"My father didn't even recognize me," Abdel Wahed, 32, told me when I interviewed him in a hospital in southern Tunisia in late April. His entire face was blackened with serious burns from what he believed was a Grad rocket launched by Gaddafi forces that landed just outside his home in Zintan, in the Nafusa mountains of western Libya. Abdel Wahed is lucky to be alive: four of his relatives -- three older men and a woman in her '50s -- were killed in the attack on April 24.
Abdel Wahed was in the Zintan Hospital for three days, but at around 6:30 a.m. on April 27, another Gaddafi munition landed right outside the hospital. His brother helped him escape by car to Tunisia, bringing along a wounded elderly man and a 2 ½-year-old girl with head wounds from shrapnel from the same blast.
It is not only the injured who have fled to Tunisia from the Nafusa Mountains. According to the United Nations High Commissioner for Refugees, from the beginning of the armed conflict in mid-February up to May 9, almost 50,000 Libyans had fled to Tunisia via the nearby Dehiba border crossing. Others have crossed unofficially along smuggler routes.
I interviewed dozens of refugees from the Nafusa Mountains in late April and early May in Tunisian refugee camps, hospitals, and homes. The refugees described how Gaddafi troops encircled the towns of Nalut, Takut and Zintan, cut civilians off from food, medicine, and fuel supplies, and denied them access to their farms.
The refugees also gave consistent and credible accounts of what they believed were Grad rockets hitting civilian sites -- homes, mosques, water facilities, a school, hospital compounds. The Soviet-designed Grad, with a range of 4 to 40 kilometers, is inherently indiscriminate when fired in civilian areas because it lacks a guidance system. It should never be fired into areas where civilians live.
Leila P. from Nalut, a large town inhabited mostly by ethnic Amazigh (Berbers), told me, "On Sunday [April 24], at 10:14 p.m., [what she believed was] a Grad rocket hit the homes in our neighborhood [Belhita]. The children were horrified, we were shaken up, and the next day early in the morning we left for Tunisia." Leila said she had no knowledge of pro-democracy forces operating in her neighborhood.
Families from Nalut and Takut who own plots of land on the outskirts of town said that Gaddafi forces had burned their crops and olive groves and had eaten or killed their sheep and goats. Others said their livestock died from dehydration because the farmers could not reach their farms when soldiers encircled their towns. Samir D., a farmer with sheep on the outskirts of Nalut, said, "They were killing everything, the troops. They kept some [sheep] to eat, and they killed the rest. They shot them.... I saw the dead sheep."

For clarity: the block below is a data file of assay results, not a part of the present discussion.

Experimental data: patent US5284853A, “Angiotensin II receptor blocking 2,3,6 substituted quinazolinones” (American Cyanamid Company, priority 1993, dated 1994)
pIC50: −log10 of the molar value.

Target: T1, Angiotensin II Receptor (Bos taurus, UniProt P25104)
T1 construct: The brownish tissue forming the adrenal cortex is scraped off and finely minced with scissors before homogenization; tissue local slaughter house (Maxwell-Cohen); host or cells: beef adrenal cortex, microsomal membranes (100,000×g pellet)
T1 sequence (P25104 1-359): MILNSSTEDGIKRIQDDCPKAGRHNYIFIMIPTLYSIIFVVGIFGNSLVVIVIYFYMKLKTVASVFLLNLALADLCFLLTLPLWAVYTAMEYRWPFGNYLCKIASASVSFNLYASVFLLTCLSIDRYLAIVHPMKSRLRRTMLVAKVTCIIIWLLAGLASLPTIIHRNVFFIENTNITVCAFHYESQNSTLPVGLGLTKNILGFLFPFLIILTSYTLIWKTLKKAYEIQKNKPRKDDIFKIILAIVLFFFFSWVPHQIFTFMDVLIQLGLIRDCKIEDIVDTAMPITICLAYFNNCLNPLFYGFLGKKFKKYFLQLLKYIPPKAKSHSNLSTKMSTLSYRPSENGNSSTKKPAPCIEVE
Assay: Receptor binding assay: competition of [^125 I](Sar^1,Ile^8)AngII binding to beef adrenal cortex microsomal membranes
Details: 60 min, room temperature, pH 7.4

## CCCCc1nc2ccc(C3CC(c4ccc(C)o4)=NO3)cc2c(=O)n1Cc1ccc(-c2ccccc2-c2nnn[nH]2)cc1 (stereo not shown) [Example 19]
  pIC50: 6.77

The tens of thousands of people from the Nafusa Mountains who escaped the violence back home are glad to be out of harm's way, at least for now. And they are extraordinarily grateful for the hospitality and compassion they are finding in Tunisia. But they still have plenty of anxieties.
A 45-year-old woman I met in a private home in Tataouine told me that some Libyan refugees who fled the violence are receiving threats from Gaddafi supporters. She told me that a woman came to the house one day and asked questions about where the family was from. The woman told the refugees that her relative is a fighter with Gaddafi back in Libya. "They [supporters of the regime] said they will come to find us and abduct our children," the woman told me.
This fear was reiterated by other refugees I met in the Dehiba Camp. They said that some families who had been taken into private homes returned to the camp because they found it to be safer.
But the fear for the future is the worst. These people's lives and livelihoods have been wiped out. They never thought they would be fleeing to save their lives, and it probably never crossed their minds that one day they would be refugees in a neighboring country, uncertain if they would ever be able to return home. The sadness of leaving one's home and country, losing family, and the distress about the future was vivid on the face of every refugee I met.
On my last day in Tunisia, I visited a group of elderly women from Nalut in their tent in a refugee camp. They began to cry. One said, "We left our homes, we left our loved ones behind.
This post is reprinted from Libyan TV.